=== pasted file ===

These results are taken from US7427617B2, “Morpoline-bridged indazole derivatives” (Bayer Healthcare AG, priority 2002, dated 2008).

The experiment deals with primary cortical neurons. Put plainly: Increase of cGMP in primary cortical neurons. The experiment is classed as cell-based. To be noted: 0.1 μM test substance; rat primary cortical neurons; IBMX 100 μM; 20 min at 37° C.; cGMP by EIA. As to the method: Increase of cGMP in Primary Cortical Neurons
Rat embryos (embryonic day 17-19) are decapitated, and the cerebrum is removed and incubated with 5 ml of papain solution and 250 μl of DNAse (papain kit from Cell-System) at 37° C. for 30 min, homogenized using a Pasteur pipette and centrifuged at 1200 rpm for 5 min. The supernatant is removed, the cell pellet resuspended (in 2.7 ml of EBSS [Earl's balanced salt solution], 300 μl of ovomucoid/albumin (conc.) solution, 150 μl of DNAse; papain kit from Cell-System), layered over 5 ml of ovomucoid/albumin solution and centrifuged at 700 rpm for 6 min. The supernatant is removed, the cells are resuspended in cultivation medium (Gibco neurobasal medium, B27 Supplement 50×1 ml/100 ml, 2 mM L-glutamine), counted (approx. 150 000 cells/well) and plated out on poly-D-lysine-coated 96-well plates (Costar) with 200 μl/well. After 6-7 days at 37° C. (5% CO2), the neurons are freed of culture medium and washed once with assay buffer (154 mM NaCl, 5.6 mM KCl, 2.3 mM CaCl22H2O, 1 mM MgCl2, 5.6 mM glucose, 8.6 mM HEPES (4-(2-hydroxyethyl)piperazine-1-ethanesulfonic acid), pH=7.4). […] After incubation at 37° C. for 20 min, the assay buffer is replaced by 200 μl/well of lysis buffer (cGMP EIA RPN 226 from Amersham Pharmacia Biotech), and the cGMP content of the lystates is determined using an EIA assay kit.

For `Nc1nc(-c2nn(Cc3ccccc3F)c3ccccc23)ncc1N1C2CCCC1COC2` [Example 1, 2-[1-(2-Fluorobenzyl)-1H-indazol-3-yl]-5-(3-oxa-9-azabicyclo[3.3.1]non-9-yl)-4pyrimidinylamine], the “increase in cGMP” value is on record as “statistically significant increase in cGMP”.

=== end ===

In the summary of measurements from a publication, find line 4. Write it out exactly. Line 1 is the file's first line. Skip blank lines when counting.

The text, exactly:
For `Nc1nc(-c2nn(Cc3ccccc3F)c3ccccc23)ncc1N1C2CCCC1COC2` [Example 1, 2-[1-(2-Fluorobenzyl)-1H-indazol-3-yl]-5-(3-oxa-9-azabicyclo[3.3.1]non-9-yl)-4pyrimidinylamine], the “increase in cGMP” value is on record as “statistically significant increase in cGMP”.